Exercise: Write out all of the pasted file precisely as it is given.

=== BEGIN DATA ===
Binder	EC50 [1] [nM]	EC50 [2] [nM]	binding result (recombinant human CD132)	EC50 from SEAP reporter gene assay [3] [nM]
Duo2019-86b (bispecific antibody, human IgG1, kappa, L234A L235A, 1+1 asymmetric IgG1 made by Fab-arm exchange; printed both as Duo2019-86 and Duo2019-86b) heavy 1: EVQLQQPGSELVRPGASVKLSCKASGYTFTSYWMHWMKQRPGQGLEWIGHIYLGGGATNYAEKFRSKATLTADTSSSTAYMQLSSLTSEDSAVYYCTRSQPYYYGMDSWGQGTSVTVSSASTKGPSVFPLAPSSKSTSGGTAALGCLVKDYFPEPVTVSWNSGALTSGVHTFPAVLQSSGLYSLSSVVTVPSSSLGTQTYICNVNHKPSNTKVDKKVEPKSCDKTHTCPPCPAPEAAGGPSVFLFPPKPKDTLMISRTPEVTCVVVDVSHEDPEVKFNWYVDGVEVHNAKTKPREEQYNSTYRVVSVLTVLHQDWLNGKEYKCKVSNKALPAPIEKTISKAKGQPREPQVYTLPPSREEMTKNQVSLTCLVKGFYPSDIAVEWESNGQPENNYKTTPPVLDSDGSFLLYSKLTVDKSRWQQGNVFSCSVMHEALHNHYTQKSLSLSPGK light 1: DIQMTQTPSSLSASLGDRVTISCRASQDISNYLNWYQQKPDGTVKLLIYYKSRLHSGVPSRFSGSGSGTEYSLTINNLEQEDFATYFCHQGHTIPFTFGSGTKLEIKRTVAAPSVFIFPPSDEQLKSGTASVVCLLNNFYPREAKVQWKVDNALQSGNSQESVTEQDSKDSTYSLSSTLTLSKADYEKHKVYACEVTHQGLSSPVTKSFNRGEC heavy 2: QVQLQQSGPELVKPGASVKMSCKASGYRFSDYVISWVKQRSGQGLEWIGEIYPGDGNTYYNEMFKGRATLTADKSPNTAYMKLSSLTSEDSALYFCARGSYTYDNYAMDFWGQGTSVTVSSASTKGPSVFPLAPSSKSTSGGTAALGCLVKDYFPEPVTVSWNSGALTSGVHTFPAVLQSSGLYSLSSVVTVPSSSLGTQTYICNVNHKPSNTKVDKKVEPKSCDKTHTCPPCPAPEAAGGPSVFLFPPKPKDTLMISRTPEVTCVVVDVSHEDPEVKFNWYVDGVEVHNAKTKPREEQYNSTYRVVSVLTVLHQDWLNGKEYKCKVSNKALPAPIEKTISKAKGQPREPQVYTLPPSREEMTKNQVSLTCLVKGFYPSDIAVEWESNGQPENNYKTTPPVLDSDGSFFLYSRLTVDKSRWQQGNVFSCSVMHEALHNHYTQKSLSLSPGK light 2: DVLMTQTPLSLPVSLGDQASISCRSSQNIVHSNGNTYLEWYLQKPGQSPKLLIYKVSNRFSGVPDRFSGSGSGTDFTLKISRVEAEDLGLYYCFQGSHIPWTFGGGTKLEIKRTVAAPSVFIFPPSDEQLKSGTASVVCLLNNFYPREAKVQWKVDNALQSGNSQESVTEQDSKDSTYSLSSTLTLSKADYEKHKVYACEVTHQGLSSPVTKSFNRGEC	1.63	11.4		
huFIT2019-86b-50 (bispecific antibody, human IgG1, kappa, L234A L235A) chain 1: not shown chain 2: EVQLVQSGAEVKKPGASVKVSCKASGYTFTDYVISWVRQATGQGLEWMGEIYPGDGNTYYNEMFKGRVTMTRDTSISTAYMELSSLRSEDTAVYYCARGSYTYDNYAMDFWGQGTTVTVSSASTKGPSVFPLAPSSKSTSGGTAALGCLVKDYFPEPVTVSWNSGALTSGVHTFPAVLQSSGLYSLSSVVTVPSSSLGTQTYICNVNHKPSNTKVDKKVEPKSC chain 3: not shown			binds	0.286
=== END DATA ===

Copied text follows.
Binder	EC50 [1] [nM]	EC50 [2] [nM]	binding result (recombinant human CD132)	EC50 from SEAP reporter gene assay [3] [nM]
Duo2019-86b (bispecific antibody, human IgG1, kappa, L234A L235A, 1+1 asymmetric IgG1 made by Fab-arm exchange; printed both as Duo2019-86 and Duo2019-86b) heavy 1: EVQLQQPGSELVRPGASVKLSCKASGYTFTSYWMHWMKQRPGQGLEWIGHIYLGGGATNYAEKFRSKATLTADTSSSTAYMQLSSLTSEDSAVYYCTRSQPYYYGMDSWGQGTSVTVSSASTKGPSVFPLAPSSKSTSGGTAALGCLVKDYFPEPVTVSWNSGALTSGVHTFPAVLQSSGLYSLSSVVTVPSSSLGTQTYICNVNHKPSNTKVDKKVEPKSCDKTHTCPPCPAPEAAGGPSVFLFPPKPKDTLMISRTPEVTCVVVDVSHEDPEVKFNWYVDGVEVHNAKTKPREEQYNSTYRVVSVLTVLHQDWLNGKEYKCKVSNKALPAPIEKTISKAKGQPREPQVYTLPPSREEMTKNQVSLTCLVKGFYPSDIAVEWESNGQPENNYKTTPPVLDSDGSFLLYSKLTVDKSRWQQGNVFSCSVMHEALHNHYTQKSLSLSPGK light 1: DIQMTQTPSSLSASLGDRVTISCRASQDISNYLNWYQQKPDGTVKLLIYYKSRLHSGVPSRFSGSGSGTEYSLTINNLEQEDFATYFCHQGHTIPFTFGSGTKLEIKRTVAAPSVFIFPPSDEQLKSGTASVVCLLNNFYPREAKVQWKVDNALQSGNSQESVTEQDSKDSTYSLSSTLTLSKADYEKHKVYACEVTHQGLSSPVTKSFNRGEC heavy 2: QVQLQQSGPELVKPGASVKMSCKASGYRFSDYVISWVKQRSGQGLEWIGEIYPGDGNTYYNEMFKGRATLTADKSPNTAYMKLSSLTSEDSALYFCARGSYTYDNYAMDFWGQGTSVTVSSASTKGPSVFPLAPSSKSTSGGTAALGCLVKDYFPEPVTVSWNSGALTSGVHTFPAVLQSSGLYSLSSVVTVPSSSLGTQTYICNVNHKPSNTKVDKKVEPKSCDKTHTCPPCPAPEAAGGPSVFLFPPKPKDTLMISRTPEVTCVVVDVSHEDPEVKFNWYVDGVEVHNAKTKPREEQYNSTYRVVSVLTVLHQDWLNGKEYKCKVSNKALPAPIEKTISKAKGQPREPQVYTLPPSREEMTKNQVSLTCLVKGFYPSDIAVEWESNGQPENNYKTTPPVLDSDGSFFLYSRLTVDKSRWQQGNVFSCSVMHEALHNHYTQKSLSLSPGK light 2: DVLMTQTPLSLPVSLGDQASISCRSSQNIVHSNGNTYLEWYLQKPGQSPKLLIYKVSNRFSGVPDRFSGSGSGTDFTLKISRVEAEDLGLYYCFQGSHIPWTFGGGTKLEIKRTVAAPSVFIFPPSDEQLKSGTASVVCLLNNFYPREAKVQWKVDNALQSGNSQESVTEQDSKDSTYSLSSTLTLSKADYEKHKVYACEVTHQGLSSPVTKSFNRGEC	1.63	11.4		
huFIT2019-86b-50 (bispecific antibody, human IgG1, kappa, L234A L235A) chain 1: not shown chain 2: EVQLVQSGAEVKKPGASVKVSCKASGYTFTDYVISWVRQATGQGLEWMGEIYPGDGNTYYNEMFKGRVTMTRDTSISTAYMELSSLRSEDTAVYYCARGSYTYDNYAMDFWGQGTTVTVSSASTKGPSVFPLAPSSKSTSGGTAALGCLVKDYFPEPVTVSWNSGALTSGVHTFPAVLQSSGLYSLSSVVTVPSSSLGTQTYICNVNHKPSNTKVDKKVEPKSC chain 3: not shown			binds	0.286